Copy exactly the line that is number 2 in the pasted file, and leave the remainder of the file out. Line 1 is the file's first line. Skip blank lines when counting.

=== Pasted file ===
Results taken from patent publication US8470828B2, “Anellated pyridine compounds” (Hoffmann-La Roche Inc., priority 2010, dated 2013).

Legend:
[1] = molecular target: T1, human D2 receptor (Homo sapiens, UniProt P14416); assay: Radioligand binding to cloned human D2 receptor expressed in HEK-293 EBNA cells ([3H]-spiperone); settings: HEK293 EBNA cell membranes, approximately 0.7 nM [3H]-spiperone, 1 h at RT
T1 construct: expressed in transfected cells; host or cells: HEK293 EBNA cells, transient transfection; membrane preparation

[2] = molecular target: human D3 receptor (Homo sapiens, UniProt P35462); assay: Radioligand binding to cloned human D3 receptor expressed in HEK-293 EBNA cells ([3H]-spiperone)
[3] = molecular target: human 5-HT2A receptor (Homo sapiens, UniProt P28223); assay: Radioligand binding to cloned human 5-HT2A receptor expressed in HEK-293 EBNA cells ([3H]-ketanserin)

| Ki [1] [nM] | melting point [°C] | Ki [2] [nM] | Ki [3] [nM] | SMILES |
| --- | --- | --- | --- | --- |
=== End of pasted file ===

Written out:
Legend: